THE early history of the god Amen is somewhat obscure, and his origin is unknown. The name Amen means "hidden (one)," a title which might be applied to many gods. A god
[paragraph continues] Amen and his consort Ament or Amenit are mentioned in the Pyramid Texts (UNAS, line 558), where they are grouped with Nau and Nen, and
with the two Lion gods Shu and Tefnut. This Amen was regarded as an ancient nature-god by the priests of Heliopolis under the Vth dynasty, and it is possible that many of his attributes were transferred at a very early period to Amen, the great god of Thebes. Though recent excavations have shown that a cult of Amen existed at Thebes under the Ancient Empire, it is doubtful if it possessed any more than a local importance until the XIIth dynasty. When the princes of Thebes conquered their rivals in the north and obtained the sovereignty of Egypt, their god Amen and his priesthood became a great power in the land, and an entirely new temple was built by them, in his honour, at Karnak on the right bank of the Nile. The temple was quite small, and resembled in form and arrangement some of the small Nubian temples; it consisted of a shrine, with a few small chambers grouped about it, and a forecourt, with a colonnade on two sides of it. Amen was not the oldest god worshipped there, and his sanctuary seems to have absorbed the shrine of the ancient goddess Apit. The name of Thebes is derived from T-Ape, the Coptic name of the shrine of the goddess Apit, and the city was not known as Nut Amen (the No Amon of the Bible, Nahum 3, 8), i.e., the "city of Amen," until a very much later date.
Although the kings of the XIIth dynasty were Thebans it is possible that they and many of their finest warriors had Sudani blood in their veins, and the attributes that they ascribed to Amen were similar to those that the Nubian peoples assigned to their indigenous gods. To them Amen symbolized the hidden but irresistible power that produces conception and growth in
human beings and in the animal and vegetable worlds. And in some places in Egypt, and Nubia and the Oases, the symbol of the god Amen was either the umbilicus 1 or the gravid womb. The symbol of Amen that was shown to Alexander the Great, when he visited the temple of Jupiter Ammon in the Oasis of Siwah, was an object closely resembling the umbilicus, and it was inlaid with emeralds (turquoises?) and other precious stones--umbilico maxime similis est habitus, smaragdo et gemmis coagmentatus 2. The name of Amen was carried into Nubia and the Egyptian Sudan by the kings of the XIIth dynasty when they made raids into those countries, and his worship took root there readily and flourished. The booty which was brought back to Thebes was shared by them with Amen, and many captives and slaves were set apart as the property of the god. Soon Amen gained the reputation of the god of successful warriors, and his fame grew and spread abroad, and little by little the attributes and powers of the older gods of Heliopolis, Memphis and Abydos were united to his own in the minds of his priests and followers.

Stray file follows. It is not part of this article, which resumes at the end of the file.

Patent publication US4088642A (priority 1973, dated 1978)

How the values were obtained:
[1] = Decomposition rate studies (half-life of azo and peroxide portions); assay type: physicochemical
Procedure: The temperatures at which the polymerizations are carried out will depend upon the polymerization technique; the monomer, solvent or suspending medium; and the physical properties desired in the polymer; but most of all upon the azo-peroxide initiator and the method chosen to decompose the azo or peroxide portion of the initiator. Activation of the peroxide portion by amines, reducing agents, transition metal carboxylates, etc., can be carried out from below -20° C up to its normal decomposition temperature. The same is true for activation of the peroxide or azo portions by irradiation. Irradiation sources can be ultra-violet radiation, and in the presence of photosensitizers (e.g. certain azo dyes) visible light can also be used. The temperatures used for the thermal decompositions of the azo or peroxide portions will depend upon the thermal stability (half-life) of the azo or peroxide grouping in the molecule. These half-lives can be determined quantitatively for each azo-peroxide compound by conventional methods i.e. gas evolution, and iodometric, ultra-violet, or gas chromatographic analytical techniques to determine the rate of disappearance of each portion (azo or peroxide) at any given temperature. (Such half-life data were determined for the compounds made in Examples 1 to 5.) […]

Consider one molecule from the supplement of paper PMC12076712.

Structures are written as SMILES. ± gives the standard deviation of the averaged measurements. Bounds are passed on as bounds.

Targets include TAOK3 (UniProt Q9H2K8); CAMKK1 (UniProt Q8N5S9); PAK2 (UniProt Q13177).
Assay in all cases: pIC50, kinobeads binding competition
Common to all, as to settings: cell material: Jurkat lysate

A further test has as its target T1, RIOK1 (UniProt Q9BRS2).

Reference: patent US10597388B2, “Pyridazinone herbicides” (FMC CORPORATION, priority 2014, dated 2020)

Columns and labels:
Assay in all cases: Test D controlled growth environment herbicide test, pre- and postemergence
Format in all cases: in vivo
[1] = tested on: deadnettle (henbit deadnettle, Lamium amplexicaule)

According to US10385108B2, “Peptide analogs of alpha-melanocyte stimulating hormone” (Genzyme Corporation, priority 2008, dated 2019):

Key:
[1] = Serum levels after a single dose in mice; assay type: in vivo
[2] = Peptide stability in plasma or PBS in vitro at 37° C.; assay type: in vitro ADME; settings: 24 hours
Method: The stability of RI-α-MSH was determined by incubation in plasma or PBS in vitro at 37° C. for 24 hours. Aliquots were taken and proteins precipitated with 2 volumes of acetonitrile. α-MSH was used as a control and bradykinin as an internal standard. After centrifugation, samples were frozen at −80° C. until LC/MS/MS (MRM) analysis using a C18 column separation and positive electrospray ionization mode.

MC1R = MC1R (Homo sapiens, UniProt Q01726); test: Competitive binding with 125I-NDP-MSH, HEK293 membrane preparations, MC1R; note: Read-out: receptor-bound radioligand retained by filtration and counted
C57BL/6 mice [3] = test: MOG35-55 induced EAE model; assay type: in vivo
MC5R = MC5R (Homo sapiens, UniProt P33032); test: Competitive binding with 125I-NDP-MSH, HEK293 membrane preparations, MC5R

Under the rule of the kings of the XVIIIth dynasty the glory and power of Amen waxed greater and greater, and his fame spread through the Eastern Desert and Syria. As he gave victory to the kings of the XIIth dynasty in Nubia, so he now gave undreamed of success to Egyptian arms in Western Asia; and the Pharaohs returned to Thebes laden with spoil of every kind and with rich gifts from the non-combatant peoples in
[paragraph continues] Phoenicia and Syria. And Amen might well be declared to be the "god of the world," especially during the reign of Thothmes III. Never before had such wealth flowed into the treasury of the temple of Amen, or Amen-Ra, as he began to be called, and never before had the power of his priests been so great. Amenhetep I, the second king of the dynasty, had been a strong supporter of the cult of Amen, and he seems to have been the founder of the order of the priests of Amen, and certainly endowed the temple in the Northern Apt with great wealth. His prenomen and nomen are often seen occupying prominent places on the coffins of the priests of Amen. The work of establishing the order begun by Amenhetep I was consolidated and extended by Thothmes III, who set the priesthood in order, appointed a high priest, and provided them with rich revenues and gave them large estates for their maintenance. The gifts that the temple of Amen received as a result of the seventeen expeditions made by Thothmes III into Phoenicia and Syria, and into the country in the neighbourhood of the waters of the Upper Euphrates, and the share of the tribute received from Cyprus and the Sudan must have been well-nigh incalculable. The treasury of Amen was so well supplied by Thothmes III, and the affairs of his priesthood so well regulated by him, that his two immediate successors, Amenhetep II and Thothmes IV, were not called upon to make extraordinary raids into Western Asia for the purpose of collecting spoil.
Amenhetep II, about B.C. 1500, devoted his energies to the conquest of the southern portion of the Egyptian Sudan, which he penetrated as far as Wad Ba-Nagaa, a district lying about 80 miles to the north of the modern city of Khartum. But it is doubtful if he possessed any
effective hold on the Sudan beyond Napata (Jabal Barkal), at the foot of the Fourth Cataract. During one of his wars, or raids, into Syria, he slew a rebel chief and sent his body to Napata to be hung upon the city walls, so that the natives might see it and tremble. We may be sure that the priesthood of Amen at Thebes took great care to inform their colleagues at Napata that it was their god Amen who had given the king the victory. Amenhetep II was a loyal servant of Amen, for on the stele which he set up after his return from Upper Rethennu he says that he came back "with a heart expanded with joy to Father Amen because he had overthrown all his enemies, and enlarged the: frontiers of Egypt, and had slain seven chiefs with his own club whilst they were living in Thekhsi, and had hung their bodies up head downwards on the bows of his boat as he sailed up the Nile to Thebes."